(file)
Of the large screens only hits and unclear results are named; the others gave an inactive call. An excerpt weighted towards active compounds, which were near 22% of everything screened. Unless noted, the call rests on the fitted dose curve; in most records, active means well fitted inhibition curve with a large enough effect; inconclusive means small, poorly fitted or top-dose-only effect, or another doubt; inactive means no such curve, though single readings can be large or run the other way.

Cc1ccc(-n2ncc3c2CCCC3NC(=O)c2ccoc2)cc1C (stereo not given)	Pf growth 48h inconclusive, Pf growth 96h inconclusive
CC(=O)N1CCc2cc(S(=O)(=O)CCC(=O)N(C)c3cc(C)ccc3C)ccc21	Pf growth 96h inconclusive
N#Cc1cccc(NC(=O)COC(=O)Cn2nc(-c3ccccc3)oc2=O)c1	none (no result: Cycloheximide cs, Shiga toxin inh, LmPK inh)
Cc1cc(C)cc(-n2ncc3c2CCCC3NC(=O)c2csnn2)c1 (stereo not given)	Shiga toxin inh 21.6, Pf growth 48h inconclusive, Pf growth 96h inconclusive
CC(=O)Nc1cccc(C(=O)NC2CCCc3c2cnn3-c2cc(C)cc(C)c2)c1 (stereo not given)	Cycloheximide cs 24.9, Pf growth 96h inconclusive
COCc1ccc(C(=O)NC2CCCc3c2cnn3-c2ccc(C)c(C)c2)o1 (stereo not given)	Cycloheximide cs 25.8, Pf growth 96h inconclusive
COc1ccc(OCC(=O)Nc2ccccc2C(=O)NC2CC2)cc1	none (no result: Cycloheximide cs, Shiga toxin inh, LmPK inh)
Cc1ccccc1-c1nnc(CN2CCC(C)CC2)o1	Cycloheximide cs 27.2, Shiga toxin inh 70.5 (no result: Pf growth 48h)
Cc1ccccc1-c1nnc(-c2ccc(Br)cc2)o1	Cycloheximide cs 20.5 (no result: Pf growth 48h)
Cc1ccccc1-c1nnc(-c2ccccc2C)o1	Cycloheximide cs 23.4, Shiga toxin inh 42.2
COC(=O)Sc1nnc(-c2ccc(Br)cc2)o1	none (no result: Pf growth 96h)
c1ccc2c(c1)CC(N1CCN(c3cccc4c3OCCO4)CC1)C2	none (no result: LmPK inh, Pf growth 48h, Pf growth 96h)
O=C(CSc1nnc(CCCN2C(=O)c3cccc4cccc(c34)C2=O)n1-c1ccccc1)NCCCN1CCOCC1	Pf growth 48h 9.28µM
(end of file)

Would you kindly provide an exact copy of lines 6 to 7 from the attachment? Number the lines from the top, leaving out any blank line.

CC(=O)Nc1cccc(C(=O)NC2CCCc3c2cnn3-c2cc(C)cc(C)c2)c1 (stereo not given)	Cycloheximide cs 24.9, Pf growth 96h inconclusive
COCc1ccc(C(=O)NC2CCCc3c2cnn3-c2ccc(C)c(C)c2)o1 (stereo not given)	Cycloheximide cs 25.8, Pf growth 96h inconclusive